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BioMed Research International
Volume 2013 (2013), Article ID 284329, 12 pages
Research Article

Quantitative Determination of Fatty Acids in Marine Fish and Shellfish from Warm Water of Straits of Malacca for Nutraceutical Purposes

1Department of Nutrition and Dietetics, Faculty of Medicine and Health Sciences, Universiti Putra Malaysia, 43400 Serdang, Selangor, Malaysia
2Laboratory of Halal Science Research, Halal Products Research Institute, Universiti Putra Malaysia, 43400 Serdang, Selangor, Malaysia
3Institute for Environmental and Development (LESTARI), Universiti Kebangsaan Malaysia, 43600 UKM Bangi, Selangor, Malaysia

Received 3 July 2012; Revised 31 July 2012; Accepted 26 August 2012

Academic Editor: José Carlos Tavares Carvalho

Copyright © 2013 Nurnadia Abd Aziz et al. This is an open access article distributed under the Creative Commons Attribution License, which permits unrestricted use, distribution, and reproduction in any medium, provided the original work is properly cited.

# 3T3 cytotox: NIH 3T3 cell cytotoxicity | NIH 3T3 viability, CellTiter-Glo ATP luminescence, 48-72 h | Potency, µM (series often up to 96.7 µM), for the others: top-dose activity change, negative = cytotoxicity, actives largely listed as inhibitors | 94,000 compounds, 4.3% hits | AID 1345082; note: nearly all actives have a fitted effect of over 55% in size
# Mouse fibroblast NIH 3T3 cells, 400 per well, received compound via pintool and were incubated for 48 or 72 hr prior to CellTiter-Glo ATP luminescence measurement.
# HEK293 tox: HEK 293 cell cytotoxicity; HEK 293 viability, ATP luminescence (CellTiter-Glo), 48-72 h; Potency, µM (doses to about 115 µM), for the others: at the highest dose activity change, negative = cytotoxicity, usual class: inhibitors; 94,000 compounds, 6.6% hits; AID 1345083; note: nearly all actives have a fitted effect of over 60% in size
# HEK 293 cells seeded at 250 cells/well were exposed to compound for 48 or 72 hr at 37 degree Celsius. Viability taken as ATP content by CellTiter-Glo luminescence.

This study was conducted to quantitatively determine the fatty acid contents of 20 species of marine fish and four species of shellfish from Straits of Malacca. Most samples contained fairly high amounts of polyunsaturated fatty acids (PUFAs), especially alpha-linolenic acid (ALA, C18:3 n3), eicosapentaenoic acid (EPA, C20:5 n3), and docosahexaenoic acid (DHA, C22:6 n3). Longtail shad, yellowstripe scad, and moonfish contained significantly higher ( ) amounts of eicosapentaenoic acid (EPA), docosahexaenoic acid (DHA), and alpha-linolenic acid (ALA), respectively. Meanwhile, fringescale sardinella, malabar red snapper, black pomfret, Japanese threadfin bream, giant seaperch, and sixbar grouper showed considerably high content (537.2–944.1 mg/100g wet sample) of desirable omega-3 fatty acids. The polyunsaturated-fatty-acids/saturated-fatty-acids (P/S) ratios for most samples were higher than that of Menhaden oil ( ), a recommended PUFA supplement which may help to lower blood pressure. Yellowstripe scad (highest DHA, , ), moonfish (highest ALA, , ), and longtail shad (highest EPA, , ) were the samples with an outstandingly desirable overall composition of fatty acids. Overall, the marine fish and shellfish from the area contained good composition of fatty acids which offer health benefits and may be used for nutraceutical purposes in the future.